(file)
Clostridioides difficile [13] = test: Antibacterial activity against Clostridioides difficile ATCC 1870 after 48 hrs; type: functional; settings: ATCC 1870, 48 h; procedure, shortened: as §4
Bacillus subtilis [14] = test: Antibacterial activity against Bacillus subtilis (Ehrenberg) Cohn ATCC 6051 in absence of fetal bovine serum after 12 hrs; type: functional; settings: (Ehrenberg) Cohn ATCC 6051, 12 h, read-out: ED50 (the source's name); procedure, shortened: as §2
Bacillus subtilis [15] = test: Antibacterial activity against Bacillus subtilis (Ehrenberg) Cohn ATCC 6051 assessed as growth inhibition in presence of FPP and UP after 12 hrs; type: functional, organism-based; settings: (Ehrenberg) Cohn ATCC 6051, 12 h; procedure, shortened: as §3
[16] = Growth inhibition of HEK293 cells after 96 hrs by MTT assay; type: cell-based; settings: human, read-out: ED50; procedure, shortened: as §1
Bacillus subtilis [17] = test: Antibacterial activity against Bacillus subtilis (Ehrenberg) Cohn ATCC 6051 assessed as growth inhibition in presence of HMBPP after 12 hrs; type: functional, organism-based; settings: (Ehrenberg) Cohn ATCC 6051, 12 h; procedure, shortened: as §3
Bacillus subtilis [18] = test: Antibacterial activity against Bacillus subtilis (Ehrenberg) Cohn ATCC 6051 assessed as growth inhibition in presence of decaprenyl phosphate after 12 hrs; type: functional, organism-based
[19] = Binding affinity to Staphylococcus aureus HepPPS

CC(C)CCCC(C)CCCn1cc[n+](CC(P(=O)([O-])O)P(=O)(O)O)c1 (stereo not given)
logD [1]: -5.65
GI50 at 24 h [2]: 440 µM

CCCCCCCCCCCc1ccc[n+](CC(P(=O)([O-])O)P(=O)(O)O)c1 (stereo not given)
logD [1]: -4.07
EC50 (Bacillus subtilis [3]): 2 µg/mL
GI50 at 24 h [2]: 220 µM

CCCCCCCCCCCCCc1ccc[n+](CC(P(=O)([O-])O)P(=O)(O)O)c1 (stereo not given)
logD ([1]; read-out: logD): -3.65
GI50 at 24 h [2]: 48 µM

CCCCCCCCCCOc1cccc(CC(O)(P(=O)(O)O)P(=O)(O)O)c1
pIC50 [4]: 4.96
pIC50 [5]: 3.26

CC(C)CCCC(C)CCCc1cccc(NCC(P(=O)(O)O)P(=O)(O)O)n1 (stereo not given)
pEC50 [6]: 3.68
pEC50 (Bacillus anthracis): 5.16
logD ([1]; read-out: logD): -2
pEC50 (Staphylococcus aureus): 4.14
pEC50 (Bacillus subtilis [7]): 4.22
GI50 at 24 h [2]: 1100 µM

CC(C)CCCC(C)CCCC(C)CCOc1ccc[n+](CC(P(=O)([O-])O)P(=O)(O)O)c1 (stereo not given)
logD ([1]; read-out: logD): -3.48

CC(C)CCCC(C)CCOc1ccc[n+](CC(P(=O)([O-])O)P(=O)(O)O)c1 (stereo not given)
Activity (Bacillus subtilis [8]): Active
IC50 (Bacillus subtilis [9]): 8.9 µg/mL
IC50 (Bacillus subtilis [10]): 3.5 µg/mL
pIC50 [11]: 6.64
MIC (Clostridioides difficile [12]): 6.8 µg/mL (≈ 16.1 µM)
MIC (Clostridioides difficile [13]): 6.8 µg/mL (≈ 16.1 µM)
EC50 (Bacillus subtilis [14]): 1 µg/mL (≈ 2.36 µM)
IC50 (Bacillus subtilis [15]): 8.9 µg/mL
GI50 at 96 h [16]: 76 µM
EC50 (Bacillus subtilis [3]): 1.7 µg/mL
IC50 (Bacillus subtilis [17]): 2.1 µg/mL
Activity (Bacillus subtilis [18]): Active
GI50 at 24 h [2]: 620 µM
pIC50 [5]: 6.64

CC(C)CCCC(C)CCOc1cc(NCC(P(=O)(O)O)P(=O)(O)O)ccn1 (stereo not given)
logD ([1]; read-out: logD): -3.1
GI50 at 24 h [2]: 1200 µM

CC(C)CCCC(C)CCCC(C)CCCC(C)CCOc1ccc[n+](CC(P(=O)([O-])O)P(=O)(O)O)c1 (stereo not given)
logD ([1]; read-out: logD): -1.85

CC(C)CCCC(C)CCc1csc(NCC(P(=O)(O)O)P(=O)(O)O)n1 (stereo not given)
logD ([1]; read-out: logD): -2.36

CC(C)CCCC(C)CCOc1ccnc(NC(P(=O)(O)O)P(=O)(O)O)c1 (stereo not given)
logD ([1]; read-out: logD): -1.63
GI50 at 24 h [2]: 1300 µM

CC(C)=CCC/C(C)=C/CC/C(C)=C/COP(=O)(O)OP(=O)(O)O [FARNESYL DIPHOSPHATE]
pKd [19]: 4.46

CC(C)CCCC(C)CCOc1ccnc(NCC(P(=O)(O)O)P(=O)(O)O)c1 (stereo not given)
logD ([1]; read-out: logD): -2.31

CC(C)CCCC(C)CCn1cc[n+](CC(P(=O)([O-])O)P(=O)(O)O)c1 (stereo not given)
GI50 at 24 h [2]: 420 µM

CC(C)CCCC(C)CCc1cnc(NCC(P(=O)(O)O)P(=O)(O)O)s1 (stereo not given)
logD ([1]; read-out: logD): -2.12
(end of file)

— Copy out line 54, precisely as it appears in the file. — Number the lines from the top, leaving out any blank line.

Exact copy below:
GI50 at 24 h [2]: 1300 µM